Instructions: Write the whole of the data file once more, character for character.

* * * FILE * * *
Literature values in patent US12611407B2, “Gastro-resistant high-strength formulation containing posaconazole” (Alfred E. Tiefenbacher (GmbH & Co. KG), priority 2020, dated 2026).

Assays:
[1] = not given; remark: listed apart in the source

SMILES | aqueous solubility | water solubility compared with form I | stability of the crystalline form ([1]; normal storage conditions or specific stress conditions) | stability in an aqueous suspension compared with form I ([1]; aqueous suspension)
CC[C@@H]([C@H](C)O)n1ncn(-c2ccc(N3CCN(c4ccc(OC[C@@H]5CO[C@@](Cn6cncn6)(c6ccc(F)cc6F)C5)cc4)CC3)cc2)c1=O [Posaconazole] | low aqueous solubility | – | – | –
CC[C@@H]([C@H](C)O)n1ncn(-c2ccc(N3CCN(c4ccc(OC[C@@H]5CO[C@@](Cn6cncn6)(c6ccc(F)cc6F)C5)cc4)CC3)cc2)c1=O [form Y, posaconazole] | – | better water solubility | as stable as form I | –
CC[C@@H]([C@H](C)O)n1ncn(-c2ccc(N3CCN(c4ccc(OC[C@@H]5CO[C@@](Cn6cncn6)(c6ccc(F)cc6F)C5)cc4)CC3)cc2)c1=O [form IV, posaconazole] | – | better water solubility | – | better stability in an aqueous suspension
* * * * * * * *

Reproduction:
Literature values in patent US12611407B2, “Gastro-resistant high-strength formulation containing posaconazole” (Alfred E. Tiefenbacher (GmbH & Co. KG), priority 2020, dated 2026).

Assays:
[1] = not given; remark: listed apart in the source

SMILES | aqueous solubility | water solubility compared with form I | stability of the crystalline form ([1]; normal storage conditions or specific stress conditions) | stability in an aqueous suspension compared with form I ([1]; aqueous suspension)
CC[C@@H]([C@H](C)O)n1ncn(-c2ccc(N3CCN(c4ccc(OC[C@@H]5CO[C@@](Cn6cncn6)(c6ccc(F)cc6F)C5)cc4)CC3)cc2)c1=O [Posaconazole] | low aqueous solubility | – | – | –
CC[C@@H]([C@H](C)O)n1ncn(-c2ccc(N3CCN(c4ccc(OC[C@@H]5CO[C@@](Cn6cncn6)(c6ccc(F)cc6F)C5)cc4)CC3)cc2)c1=O [form Y, posaconazole] | – | better water solubility | as stable as form I | –
CC[C@@H]([C@H](C)O)n1ncn(-c2ccc(N3CCN(c4ccc(OC[C@@H]5CO[C@@](Cn6cncn6)(c6ccc(F)cc6F)C5)cc4)CC3)cc2)c1=O [form IV, posaconazole] | – | better water solubility | – | better stability in an aqueous suspension